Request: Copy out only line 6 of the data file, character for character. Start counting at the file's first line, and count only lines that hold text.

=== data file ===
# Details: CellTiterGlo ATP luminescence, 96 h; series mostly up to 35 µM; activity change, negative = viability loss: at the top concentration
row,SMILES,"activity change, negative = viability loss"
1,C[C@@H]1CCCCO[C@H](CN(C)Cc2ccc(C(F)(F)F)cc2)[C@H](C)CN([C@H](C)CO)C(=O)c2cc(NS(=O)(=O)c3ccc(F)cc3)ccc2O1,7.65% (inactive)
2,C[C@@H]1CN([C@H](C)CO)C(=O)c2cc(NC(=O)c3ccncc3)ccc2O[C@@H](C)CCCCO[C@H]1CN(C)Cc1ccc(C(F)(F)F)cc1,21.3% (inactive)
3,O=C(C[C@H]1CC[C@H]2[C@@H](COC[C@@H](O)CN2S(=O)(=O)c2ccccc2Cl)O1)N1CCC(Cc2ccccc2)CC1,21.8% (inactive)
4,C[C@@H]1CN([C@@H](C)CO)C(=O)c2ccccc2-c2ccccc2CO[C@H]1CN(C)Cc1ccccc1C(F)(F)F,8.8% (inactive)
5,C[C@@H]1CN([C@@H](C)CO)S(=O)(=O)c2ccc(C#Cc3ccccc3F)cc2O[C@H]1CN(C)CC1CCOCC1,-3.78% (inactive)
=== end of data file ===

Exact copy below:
4,C[C@@H]1CN([C@@H](C)CO)C(=O)c2ccccc2-c2ccccc2CO[C@H]1CN(C)Cc1ccccc1C(F)(F)F,8.8% (inactive)